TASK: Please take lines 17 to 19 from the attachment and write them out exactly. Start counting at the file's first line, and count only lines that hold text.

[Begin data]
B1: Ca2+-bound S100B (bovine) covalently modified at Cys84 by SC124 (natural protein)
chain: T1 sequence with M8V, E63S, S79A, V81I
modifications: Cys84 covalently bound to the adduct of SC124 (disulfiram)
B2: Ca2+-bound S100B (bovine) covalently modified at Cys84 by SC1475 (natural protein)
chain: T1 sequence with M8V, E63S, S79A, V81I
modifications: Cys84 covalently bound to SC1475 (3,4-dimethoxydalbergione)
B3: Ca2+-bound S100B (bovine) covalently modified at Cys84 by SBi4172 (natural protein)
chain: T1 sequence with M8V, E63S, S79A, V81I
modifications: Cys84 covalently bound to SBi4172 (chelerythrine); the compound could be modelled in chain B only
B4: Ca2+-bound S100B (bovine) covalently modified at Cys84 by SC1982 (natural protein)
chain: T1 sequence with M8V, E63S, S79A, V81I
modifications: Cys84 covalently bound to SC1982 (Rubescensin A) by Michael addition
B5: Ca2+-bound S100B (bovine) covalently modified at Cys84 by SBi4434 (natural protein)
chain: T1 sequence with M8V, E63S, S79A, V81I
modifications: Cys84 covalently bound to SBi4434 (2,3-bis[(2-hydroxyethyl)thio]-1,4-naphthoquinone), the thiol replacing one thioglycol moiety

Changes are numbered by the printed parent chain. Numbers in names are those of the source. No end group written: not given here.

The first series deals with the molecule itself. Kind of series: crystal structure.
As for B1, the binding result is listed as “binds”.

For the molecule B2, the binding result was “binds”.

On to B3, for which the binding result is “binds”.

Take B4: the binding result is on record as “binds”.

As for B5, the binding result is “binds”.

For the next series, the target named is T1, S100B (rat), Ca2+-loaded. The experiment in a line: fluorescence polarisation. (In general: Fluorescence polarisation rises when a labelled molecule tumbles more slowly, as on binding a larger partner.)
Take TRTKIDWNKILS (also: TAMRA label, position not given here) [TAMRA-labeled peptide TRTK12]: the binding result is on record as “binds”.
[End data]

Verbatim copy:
The first series deals with the molecule itself. Kind of series: crystal structure.
As for B1, the binding result is listed as “binds”.

For the molecule B2, the binding result was “binds”.